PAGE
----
Update–follow local coverage at West FM here. With some exceptions, voting seems to have proceeded peacefully.
Monday’s by-election in Ikolomani, Western Province, will be a key test for both the election authorities and for law enforcement, as well as for future political stature in Western heading into the 2012 campaign.
Security officers have been directed to deal firmly with reported cases of bribery and voter intimidation as voters in Ikolomani pick their new MP on Monday.
The Interim Independent Electoral Commission (IIEC) said voters in the constituency should be left to pick their next MP freely.
Commissioner Hamara Ibrahim Aden said it would be up to officers on the ground to ensure those involved in violence and voter bribery were arrested.
There will be two police officers deployed at each polling station during voting.
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ODM and New Ford Kenya have been involved in intense campaigns for the Ikolomani seat.
Deputy Prime Minister Musalia Mudavadi pitched camp at the constituency to ensure the ODM candidate emerged the winner.
Saboti MP Eugene Wamalwa and Housing minister Soita Shitanda have been pushing for voters to re-elect Dr Khalwale.
A victory for the ODM candidate will be a big boost to Mr Mudavadi, who is trying to ward off competition from the Saboti MP for the region’s political supremacy.
Mr Wamalwa, who has declared he will vie for the presidency in the next general election, hopes to consolidate support in the region should Dr Khalwale be re-elected to complete his term.
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Presiding officers in Ikolomani have been equipped with laptops and mobile phones to transmit the results from respective polling stations after completing the tallying process.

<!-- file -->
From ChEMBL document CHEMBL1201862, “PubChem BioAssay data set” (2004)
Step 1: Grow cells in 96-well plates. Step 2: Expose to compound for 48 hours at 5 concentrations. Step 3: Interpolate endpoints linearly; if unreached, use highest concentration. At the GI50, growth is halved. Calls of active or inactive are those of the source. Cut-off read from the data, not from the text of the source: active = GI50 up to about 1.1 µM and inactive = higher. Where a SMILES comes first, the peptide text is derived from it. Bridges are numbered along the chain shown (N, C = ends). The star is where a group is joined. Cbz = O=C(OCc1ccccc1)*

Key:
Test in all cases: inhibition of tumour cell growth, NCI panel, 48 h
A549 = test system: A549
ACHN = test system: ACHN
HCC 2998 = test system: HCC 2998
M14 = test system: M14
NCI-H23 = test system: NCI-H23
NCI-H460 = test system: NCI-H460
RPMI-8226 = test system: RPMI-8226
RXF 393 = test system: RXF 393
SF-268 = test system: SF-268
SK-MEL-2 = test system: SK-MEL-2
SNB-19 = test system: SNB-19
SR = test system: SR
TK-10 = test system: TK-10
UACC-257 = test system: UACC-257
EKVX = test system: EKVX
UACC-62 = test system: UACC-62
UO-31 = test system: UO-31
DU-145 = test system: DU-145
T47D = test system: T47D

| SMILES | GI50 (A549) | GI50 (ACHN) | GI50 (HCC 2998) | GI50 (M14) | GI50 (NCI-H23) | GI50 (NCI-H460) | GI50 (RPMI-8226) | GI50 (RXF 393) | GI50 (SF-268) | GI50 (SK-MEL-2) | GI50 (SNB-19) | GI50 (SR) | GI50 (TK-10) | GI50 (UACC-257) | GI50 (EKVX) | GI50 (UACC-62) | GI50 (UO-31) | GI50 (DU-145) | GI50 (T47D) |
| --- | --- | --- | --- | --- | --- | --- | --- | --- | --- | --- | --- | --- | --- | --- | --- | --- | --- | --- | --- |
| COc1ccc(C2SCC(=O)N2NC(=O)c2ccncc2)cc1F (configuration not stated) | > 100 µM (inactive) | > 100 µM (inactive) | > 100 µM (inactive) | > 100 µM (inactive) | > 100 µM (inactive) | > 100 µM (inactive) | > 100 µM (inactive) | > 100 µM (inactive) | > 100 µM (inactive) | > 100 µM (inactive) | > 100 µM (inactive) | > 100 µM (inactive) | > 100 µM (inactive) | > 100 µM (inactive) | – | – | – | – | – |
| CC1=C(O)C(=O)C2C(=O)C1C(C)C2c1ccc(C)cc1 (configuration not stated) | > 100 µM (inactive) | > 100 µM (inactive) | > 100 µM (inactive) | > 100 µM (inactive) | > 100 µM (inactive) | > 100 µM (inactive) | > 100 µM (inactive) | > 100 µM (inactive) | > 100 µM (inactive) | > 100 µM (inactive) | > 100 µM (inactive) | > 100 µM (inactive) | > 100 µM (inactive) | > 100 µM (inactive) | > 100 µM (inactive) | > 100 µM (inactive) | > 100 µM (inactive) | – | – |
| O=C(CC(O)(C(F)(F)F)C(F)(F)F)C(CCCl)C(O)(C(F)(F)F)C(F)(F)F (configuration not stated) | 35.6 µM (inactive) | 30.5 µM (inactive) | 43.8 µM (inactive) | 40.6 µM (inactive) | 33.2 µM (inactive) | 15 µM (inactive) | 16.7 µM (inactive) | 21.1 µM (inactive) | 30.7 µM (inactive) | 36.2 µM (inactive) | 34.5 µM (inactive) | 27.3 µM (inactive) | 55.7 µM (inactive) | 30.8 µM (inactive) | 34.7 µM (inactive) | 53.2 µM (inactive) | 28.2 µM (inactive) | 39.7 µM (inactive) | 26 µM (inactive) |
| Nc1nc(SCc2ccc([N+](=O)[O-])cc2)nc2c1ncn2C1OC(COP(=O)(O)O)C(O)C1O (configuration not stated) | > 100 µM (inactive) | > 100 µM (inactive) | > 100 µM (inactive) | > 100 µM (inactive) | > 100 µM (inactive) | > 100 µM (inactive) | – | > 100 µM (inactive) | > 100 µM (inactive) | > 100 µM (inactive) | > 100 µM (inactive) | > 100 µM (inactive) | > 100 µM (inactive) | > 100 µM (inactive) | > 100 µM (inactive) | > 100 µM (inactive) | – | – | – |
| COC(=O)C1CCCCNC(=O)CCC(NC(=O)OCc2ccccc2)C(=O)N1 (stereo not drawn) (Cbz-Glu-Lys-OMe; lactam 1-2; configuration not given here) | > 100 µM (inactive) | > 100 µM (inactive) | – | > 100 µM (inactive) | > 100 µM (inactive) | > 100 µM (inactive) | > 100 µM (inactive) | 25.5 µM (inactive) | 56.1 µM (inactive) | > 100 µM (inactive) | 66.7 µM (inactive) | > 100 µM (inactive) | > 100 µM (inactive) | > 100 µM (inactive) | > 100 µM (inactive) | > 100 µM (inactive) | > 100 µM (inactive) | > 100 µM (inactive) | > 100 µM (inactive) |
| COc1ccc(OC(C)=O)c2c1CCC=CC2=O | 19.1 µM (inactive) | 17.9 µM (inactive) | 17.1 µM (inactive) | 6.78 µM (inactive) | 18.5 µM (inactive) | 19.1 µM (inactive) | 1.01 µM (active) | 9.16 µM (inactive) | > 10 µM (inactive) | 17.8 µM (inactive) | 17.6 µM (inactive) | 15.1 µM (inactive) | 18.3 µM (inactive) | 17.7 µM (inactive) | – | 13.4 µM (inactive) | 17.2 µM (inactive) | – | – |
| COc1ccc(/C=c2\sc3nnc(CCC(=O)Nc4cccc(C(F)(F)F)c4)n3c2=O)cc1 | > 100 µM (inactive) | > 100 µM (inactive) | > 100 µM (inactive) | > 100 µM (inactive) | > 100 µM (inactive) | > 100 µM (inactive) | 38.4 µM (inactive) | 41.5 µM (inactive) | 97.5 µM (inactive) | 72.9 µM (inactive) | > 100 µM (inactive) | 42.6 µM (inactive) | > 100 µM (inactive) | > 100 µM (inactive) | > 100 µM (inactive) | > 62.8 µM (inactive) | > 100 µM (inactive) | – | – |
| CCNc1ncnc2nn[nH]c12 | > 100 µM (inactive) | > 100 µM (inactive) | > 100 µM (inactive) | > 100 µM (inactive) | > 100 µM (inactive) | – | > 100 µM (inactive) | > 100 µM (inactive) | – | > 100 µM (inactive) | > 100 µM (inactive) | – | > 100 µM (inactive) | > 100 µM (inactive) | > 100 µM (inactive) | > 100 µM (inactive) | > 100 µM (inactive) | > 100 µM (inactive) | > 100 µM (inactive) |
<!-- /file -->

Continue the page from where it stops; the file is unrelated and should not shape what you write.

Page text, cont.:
Commissioner Aden said the officials had been trained on the use of the gadgets and no delays were expected in release of the results.
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Dr Boni Khalwale was first elected to Parliament on a Narc ticket in 2002 and went in for a second term in 2007 on New Ford Kenya ticket.
But his term was cut short after the High Court nullified his election citing irregularities in the tallying of votes.
The petition was filed by Mr Shinali, who in the previous election, narrowly lost to Dr Khalwale.
In the meantime, the other big showdown, for the Kamukunji seat in Nairobi, has instead turned into a battle between the courts and the electoral commission. The IIEC acted wisely, in my opinion, in postponing the election to recognize a High Court injunction, although taking great umbrage at what the commission sees as interference with their prerogatives and in the face of encouragement from elected officials and party leaders to go ahead in spite of the court.
On Friday High Court judge Daniel Musinga temporarily halted the by-election scheduled for tomorrow until a petition filed by an aggrieved aspirant is heard and determined.
The applicant, Paul Waweru Mwangi of the National Vision Party challenged the legality of nominations conducted by the Interim Independent Electoral Commission and the returning officer Joseph Masindet on April 27 and 28.
Mr Mwangi complained that his nomination papers were rejected by the returning officer.
In his ruling Justice Musinga said the IIEC violated the aspirant’s constitutional right to be a candidate in the by-election.